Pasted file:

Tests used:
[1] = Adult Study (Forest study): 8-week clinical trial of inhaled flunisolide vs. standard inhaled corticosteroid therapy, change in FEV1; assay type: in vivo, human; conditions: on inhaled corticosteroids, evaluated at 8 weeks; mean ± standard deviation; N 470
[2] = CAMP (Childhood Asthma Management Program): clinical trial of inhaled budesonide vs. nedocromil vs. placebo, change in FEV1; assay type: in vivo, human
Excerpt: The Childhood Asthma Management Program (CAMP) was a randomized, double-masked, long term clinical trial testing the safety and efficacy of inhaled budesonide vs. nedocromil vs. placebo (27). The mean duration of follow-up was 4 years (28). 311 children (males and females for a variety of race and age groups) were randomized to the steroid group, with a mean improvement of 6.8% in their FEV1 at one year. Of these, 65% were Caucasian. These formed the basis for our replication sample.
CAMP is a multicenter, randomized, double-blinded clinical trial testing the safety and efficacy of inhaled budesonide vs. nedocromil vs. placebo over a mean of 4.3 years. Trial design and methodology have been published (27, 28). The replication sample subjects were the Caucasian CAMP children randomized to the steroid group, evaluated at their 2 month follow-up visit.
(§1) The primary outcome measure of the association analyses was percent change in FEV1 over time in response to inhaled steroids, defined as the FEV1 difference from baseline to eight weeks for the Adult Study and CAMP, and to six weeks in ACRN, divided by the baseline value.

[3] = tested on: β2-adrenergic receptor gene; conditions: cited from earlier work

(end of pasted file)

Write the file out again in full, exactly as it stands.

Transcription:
Tests used:
[1] = Adult Study (Forest study): 8-week clinical trial of inhaled flunisolide vs. standard inhaled corticosteroid therapy, change in FEV1; assay type: in vivo, human; conditions: on inhaled corticosteroids, evaluated at 8 weeks; mean ± standard deviation; N 470
[2] = CAMP (Childhood Asthma Management Program): clinical trial of inhaled budesonide vs. nedocromil vs. placebo, change in FEV1; assay type: in vivo, human
Excerpt: The Childhood Asthma Management Program (CAMP) was a randomized, double-masked, long term clinical trial testing the safety and efficacy of inhaled budesonide vs. nedocromil vs. placebo (27). The mean duration of follow-up was 4 years (28). 311 children (males and females for a variety of race and age groups) were randomized to the steroid group, with a mean improvement of 6.8% in their FEV1 at one year. Of these, 65% were Caucasian. These formed the basis for our replication sample.
CAMP is a multicenter, randomized, double-blinded clinical trial testing the safety and efficacy of inhaled budesonide vs. nedocromil vs. placebo over a mean of 4.3 years. Trial design and methodology have been published (27, 28). The replication sample subjects were the Caucasian CAMP children randomized to the steroid group, evaluated at their 2 month follow-up visit.
(§1) The primary outcome measure of the association analyses was percent change in FEV1 over time in response to inhaled steroids, defined as the FEV1 difference from baseline to eight weeks for the Adult Study and CAMP, and to six weeks in ACRN, divided by the baseline value.

[3] = tested on: β2-adrenergic receptor gene; conditions: cited from earlier work